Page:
Now that former HP CEO Carly Fiorina has clawed her way up into the top tier of GOP primary candidates, the press has gone into high gear in terms of digging into her past and seeing what skeletons might be found in her closet. This week the Washington Post has has been examining the financial reports from her unsuccessful 2010 California Senate bid and turned up what will no doubt come as troubling news. The famous businesswoman is renowned for handling and managing wealth, but when it came time to pay the bills racked up on the campaign trail some of the checks allegedly were not in the mail.

Famed California pollster Joe Shumate was found dead in his home one month before Election Day 2010, surrounded by sheets of polling data he labored over for the flailing Senate bid of Carly Fiorina.

Upon his death, Fiorina praised Shumate as “the heart and soul” of her team. She issued a news release praising him as a person who believed in “investing in those he worked with” and offering her “sincerest condolences” to his widow.

But records show there was something that Fiorina did not offer his widow: Shumate’s last paycheck, for at least $30,000. It was one of more than 30 invoices, totaling about $500,000, that the multimil­lionaire didn’t settle — even as Fiorina reimbursed herself nearly $1.3 million she lent the campaign. She finally cleared most of the balance in January, a few months before announcing her run for president.

Shumate was only one of a number of people owed money in this report. Fiorina’s own campaign manager went on record saying that he would “occasionally” call her saying that she really needed to settle up on her bills, but “she just wouldn’t.”

The piece paints a story of a campaign which was flushing large amounts of donor money into gauzy television advertisements which didn’t do much to budge people away from supporting Barbara Boxer and spending lavishly on well heeled events. Meanwhile, the people waiting to get paid – sometimes for four years – were the construction crews building stages for events, clerks mailing out campaign material and small firms conducting polls for her. One small local firm is still waiting to be paid $9,000.00 for printing 21,290 mailers and sending them out. (To be fair and accurate, the Fiorina campaign paid them for the postage promptly, but the rest of the bill still awaits remittance.) All of those unpaid bills are highlighted in stark contrast to the more than one million dollars she reimbursed herself for campaign expenses.

Fiorina’s team didn’t respond to the Washington Post when asked to comment on the story but I reached out to Sarah Isgur Flores of Carly’s campaign staff this morning and received the following response.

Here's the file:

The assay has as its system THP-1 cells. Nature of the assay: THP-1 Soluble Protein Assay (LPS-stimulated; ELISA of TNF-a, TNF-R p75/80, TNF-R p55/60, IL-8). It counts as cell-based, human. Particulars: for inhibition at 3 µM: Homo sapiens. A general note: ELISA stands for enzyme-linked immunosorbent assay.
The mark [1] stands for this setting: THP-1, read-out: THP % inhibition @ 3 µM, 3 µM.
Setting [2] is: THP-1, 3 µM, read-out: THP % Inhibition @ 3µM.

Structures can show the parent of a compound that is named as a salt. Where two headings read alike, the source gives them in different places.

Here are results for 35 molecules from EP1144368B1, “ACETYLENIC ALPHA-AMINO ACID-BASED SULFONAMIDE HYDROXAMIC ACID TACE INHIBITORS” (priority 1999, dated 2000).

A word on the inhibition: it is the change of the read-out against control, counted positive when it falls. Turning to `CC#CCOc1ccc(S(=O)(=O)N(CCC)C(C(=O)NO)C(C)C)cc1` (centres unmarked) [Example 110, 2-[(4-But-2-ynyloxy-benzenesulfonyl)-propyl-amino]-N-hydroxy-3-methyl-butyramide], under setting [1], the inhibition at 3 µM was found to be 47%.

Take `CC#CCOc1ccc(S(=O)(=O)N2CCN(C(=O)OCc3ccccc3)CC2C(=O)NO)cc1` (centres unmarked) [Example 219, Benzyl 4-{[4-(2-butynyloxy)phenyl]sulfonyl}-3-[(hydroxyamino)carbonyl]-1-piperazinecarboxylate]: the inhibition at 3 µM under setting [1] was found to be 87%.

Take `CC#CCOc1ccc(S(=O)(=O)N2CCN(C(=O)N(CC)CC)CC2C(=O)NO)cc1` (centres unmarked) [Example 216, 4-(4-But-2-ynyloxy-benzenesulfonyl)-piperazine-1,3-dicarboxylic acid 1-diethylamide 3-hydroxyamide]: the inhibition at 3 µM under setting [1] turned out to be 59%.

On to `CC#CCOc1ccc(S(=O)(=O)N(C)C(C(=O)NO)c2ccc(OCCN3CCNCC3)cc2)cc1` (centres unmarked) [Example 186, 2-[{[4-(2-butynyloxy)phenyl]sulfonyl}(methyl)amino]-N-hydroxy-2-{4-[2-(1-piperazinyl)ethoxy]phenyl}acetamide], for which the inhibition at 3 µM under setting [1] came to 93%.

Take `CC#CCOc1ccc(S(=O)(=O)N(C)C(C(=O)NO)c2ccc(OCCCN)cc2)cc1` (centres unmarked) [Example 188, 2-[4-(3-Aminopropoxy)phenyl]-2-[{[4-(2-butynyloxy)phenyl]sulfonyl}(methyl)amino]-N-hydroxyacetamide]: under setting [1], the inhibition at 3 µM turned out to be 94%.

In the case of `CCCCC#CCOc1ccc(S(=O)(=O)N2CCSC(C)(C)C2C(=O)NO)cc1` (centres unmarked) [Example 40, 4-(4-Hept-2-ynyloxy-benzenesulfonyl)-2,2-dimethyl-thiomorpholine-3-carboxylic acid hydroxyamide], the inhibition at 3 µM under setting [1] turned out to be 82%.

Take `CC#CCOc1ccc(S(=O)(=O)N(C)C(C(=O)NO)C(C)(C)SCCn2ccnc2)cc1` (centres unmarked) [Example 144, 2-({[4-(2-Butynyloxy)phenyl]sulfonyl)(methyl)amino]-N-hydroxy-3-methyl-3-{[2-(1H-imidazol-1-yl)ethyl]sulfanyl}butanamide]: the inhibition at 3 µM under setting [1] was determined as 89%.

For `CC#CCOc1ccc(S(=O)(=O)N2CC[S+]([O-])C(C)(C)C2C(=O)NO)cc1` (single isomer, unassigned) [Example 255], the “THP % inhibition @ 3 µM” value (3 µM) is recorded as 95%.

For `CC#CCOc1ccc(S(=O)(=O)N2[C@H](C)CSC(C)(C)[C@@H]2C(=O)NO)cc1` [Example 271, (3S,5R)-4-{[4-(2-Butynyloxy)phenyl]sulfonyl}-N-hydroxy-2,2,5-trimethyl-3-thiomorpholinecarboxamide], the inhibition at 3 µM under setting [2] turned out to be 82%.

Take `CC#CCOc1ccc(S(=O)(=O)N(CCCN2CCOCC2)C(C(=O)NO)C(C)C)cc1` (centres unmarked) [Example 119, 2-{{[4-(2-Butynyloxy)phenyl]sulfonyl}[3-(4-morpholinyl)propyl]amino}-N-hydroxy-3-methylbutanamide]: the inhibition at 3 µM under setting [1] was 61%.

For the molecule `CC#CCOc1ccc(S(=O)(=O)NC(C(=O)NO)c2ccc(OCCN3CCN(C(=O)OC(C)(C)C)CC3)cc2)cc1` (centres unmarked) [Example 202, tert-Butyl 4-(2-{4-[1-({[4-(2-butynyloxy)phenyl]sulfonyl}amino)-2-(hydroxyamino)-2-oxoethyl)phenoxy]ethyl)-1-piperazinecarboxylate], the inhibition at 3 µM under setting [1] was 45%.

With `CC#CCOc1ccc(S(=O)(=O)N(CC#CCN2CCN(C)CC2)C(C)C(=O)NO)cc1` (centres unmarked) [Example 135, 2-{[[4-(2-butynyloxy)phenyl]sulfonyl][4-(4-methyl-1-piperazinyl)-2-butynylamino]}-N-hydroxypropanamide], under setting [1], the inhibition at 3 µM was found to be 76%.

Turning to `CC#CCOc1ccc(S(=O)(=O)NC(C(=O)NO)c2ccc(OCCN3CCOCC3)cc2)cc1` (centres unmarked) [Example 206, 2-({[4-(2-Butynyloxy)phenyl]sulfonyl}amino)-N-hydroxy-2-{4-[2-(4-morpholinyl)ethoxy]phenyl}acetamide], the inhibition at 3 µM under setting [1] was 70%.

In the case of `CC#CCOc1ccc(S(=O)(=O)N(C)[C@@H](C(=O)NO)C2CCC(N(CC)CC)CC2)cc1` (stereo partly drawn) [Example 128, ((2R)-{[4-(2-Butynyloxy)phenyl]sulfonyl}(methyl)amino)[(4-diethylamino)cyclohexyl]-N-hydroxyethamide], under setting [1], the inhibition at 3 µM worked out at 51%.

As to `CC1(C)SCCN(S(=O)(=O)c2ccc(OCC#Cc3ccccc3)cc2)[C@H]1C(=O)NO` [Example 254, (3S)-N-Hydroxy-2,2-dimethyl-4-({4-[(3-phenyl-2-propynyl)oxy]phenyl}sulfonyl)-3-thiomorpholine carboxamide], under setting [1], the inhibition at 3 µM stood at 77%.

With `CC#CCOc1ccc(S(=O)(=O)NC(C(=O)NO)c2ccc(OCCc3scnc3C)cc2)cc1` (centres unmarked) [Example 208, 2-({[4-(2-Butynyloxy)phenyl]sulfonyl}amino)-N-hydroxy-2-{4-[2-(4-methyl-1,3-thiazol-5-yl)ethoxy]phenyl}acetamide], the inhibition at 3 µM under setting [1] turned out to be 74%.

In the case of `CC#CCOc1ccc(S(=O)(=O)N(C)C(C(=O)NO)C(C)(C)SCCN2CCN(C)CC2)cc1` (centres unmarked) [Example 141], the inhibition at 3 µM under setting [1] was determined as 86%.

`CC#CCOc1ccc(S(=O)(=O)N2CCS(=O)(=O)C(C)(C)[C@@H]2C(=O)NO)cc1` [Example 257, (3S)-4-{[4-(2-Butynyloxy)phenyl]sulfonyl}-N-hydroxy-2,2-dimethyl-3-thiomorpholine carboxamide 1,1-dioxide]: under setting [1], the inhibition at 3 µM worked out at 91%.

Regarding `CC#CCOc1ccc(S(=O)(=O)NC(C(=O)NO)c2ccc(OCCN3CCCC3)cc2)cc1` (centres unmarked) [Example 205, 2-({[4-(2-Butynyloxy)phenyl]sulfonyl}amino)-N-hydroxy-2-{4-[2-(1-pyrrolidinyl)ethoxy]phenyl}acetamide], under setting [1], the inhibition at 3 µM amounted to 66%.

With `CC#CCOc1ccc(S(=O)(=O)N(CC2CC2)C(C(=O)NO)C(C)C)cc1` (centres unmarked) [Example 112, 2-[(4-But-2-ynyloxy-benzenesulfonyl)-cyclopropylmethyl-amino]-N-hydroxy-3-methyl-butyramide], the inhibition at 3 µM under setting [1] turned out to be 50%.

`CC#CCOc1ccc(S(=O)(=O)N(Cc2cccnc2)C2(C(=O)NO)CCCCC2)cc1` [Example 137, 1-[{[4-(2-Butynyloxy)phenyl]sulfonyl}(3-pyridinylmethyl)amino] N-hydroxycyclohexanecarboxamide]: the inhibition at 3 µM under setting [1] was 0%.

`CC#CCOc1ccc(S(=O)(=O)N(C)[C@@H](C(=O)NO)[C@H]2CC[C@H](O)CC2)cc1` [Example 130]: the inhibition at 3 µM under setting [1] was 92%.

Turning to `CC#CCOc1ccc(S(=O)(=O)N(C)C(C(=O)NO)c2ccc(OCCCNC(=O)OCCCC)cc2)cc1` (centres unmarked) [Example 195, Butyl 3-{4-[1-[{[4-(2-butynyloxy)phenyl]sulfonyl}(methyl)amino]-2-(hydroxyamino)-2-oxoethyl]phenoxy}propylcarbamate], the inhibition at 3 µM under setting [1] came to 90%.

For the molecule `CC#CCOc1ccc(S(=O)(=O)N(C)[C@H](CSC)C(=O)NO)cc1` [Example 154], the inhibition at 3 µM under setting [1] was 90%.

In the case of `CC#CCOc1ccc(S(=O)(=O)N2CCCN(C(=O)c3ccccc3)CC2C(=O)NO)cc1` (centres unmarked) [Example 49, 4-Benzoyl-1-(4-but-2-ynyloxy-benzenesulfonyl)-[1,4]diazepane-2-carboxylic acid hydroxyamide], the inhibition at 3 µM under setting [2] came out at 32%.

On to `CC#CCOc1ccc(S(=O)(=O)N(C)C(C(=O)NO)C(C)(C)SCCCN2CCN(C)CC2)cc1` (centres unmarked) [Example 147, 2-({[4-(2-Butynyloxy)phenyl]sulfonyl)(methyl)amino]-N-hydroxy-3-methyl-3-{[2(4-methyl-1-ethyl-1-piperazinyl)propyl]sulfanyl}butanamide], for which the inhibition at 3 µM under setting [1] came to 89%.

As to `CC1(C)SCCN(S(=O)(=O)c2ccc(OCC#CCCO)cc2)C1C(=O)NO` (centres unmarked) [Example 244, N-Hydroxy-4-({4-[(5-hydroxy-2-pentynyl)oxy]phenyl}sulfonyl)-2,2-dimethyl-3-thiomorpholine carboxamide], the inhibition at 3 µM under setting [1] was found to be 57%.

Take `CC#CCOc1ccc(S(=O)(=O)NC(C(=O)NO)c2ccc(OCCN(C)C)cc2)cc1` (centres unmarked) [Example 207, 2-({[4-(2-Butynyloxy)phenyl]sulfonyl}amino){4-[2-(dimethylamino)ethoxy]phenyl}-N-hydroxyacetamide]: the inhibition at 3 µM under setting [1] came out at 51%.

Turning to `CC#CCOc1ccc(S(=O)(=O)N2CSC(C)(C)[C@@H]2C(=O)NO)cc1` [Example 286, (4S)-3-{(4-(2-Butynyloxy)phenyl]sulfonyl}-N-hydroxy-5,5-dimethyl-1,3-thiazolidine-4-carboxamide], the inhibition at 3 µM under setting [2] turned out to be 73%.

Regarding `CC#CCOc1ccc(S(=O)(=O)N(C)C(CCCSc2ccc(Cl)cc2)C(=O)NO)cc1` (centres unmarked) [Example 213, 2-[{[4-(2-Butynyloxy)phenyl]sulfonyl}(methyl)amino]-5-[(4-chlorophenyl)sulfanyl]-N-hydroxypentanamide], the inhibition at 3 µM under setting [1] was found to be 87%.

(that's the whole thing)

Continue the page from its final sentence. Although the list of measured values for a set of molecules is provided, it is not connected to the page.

It’s interesting that the Washington Post—to my knowledge—never ran a similar front page headline about Hillary. Hillary, a multi, multi-millionaire, held $20 million in campaign debt for over 4 years. That’s roughly 40 times the amount the 2010 senate campaign had—but the Washington Post barely mentions it. And let’s not forget this is the same media organization that was widely mocked after trying to claim Carly wasn’t a secretary while noting she had been a full time secretary after college. It’s becoming obvious that the Left and their allies in the media are terrified of Carly because she is everything Hillary isn’t—a candidate from outside the political class whose authenticity and grasp of the issues connects with voters because she has the track record to challenge the status quo.

It’s a fair point when you consider that candidates across the country frequently leave a trail of unpaid debts behind them and that both the RNC and the DNC have found themselves in debt to the tune of millions at various times. But at the same time, it doesn’t exactly defuse the main allegation in the story.

The reason stories like this tend to resonate in political campaigns is that we’re not talking about tens of millions of dollars swirling around in a corporate bankruptcy. Campaign expenses tend to pile up with small, local businesses. (Frequently ones which are known to the two parties and frequently are big boosters for candidates.) If you don’t pay up a ten thousand dollar tab to some small mom and pop shop you can really put them between a rock and a hard place. Those interviews generate a lot more sympathy from Joe Public voters than hearing that General Electric was asking for a corporate bailout.

This isn’t one of those end-of-the-world scandal stories which brings a campaign down overnight. The fact is that campaigns are both expensive and difficult to manage, and first time hopefuls often wind up with some unpaid bills and overlooked details. But at the same time, we need to remember that Fiorina is running for president as a complete political outsider. She’s basing her case almost entirely on her experience in the corporate world and her ability to manage a massive, international business. Part of that profile is the ability to meet your fiscal responsibilities, and a trail of unpaid bills is the sort of thing that her primary opponents (as well as the Democrat if she earns the nomination) are going to jump on.